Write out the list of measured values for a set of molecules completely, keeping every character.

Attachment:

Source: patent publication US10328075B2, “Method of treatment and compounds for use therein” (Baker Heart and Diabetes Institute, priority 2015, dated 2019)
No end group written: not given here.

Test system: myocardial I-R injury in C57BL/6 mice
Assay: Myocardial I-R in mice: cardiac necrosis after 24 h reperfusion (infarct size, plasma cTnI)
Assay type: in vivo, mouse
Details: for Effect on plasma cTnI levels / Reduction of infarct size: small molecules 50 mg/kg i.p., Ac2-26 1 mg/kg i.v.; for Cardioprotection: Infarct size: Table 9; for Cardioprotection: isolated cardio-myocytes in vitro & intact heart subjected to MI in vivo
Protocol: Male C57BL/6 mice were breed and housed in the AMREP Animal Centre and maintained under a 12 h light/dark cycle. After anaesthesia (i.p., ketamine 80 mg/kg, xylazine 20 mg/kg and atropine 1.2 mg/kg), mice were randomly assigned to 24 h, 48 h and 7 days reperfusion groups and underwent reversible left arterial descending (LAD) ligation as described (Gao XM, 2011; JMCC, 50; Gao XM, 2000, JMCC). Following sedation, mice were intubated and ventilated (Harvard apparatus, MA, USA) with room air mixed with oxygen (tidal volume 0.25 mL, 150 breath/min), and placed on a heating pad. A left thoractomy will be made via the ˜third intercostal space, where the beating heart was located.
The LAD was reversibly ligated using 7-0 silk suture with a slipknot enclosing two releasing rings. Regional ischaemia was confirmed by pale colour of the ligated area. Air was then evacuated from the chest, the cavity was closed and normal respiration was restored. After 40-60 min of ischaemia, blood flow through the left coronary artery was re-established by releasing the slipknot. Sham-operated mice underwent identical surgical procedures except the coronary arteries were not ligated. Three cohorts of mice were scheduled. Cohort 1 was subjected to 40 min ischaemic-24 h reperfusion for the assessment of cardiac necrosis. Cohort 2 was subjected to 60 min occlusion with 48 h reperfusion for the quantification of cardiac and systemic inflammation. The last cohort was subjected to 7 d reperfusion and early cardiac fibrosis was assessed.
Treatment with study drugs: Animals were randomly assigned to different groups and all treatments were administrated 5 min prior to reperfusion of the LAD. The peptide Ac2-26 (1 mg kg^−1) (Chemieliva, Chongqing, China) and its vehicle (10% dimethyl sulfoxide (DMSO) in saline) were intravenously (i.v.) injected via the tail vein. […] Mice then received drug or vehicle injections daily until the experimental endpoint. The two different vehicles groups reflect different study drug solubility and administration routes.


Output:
Source: patent publication US10328075B2, “Method of treatment and compounds for use therein” (Baker Heart and Diabetes Institute, priority 2015, dated 2019)
No end group written: not given here.

Test system: myocardial I-R injury in C57BL/6 mice
Assay: Myocardial I-R in mice: cardiac necrosis after 24 h reperfusion (infarct size, plasma cTnI)
Assay type: in vivo, mouse
Details: for Effect on plasma cTnI levels / Reduction of infarct size: small molecules 50 mg/kg i.p., Ac2-26 1 mg/kg i.v.; for Cardioprotection: Infarct size: Table 9; for Cardioprotection: isolated cardio-myocytes in vitro & intact heart subjected to MI in vivo
Protocol: Male C57BL/6 mice were breed and housed in the AMREP Animal Centre and maintained under a 12 h light/dark cycle. After anaesthesia (i.p., ketamine 80 mg/kg, xylazine 20 mg/kg and atropine 1.2 mg/kg), mice were randomly assigned to 24 h, 48 h and 7 days reperfusion groups and underwent reversible left arterial descending (LAD) ligation as described (Gao XM, 2011; JMCC, 50; Gao XM, 2000, JMCC). Following sedation, mice were intubated and ventilated (Harvard apparatus, MA, USA) with room air mixed with oxygen (tidal volume 0.25 mL, 150 breath/min), and placed on a heating pad. A left thoractomy will be made via the ˜third intercostal space, where the beating heart was located.
The LAD was reversibly ligated using 7-0 silk suture with a slipknot enclosing two releasing rings. Regional ischaemia was confirmed by pale colour of the ligated area. Air was then evacuated from the chest, the cavity was closed and normal respiration was restored. After 40-60 min of ischaemia, blood flow through the left coronary artery was re-established by releasing the slipknot. Sham-operated mice underwent identical surgical procedures except the coronary arteries were not ligated. Three cohorts of mice were scheduled. Cohort 1 was subjected to 40 min ischaemic-24 h reperfusion for the assessment of cardiac necrosis. Cohort 2 was subjected to 60 min occlusion with 48 h reperfusion for the quantification of cardiac and systemic inflammation. The last cohort was subjected to 7 d reperfusion and early cardiac fibrosis was assessed.
Treatment with study drugs: Animals were randomly assigned to different groups and all treatments were administrated 5 min prior to reperfusion of the LAD. The peptide Ac2-26 (1 mg kg^−1) (Chemieliva, Chongqing, China) and its vehicle (10% dimethyl sulfoxide (DMSO) in saline) were intravenously (i.v.) injected via the tail vein. […] Mice then received drug or vehicle injections daily until the experimental endpoint. The two different vehicles groups reflect different study drug solubility and administration routes.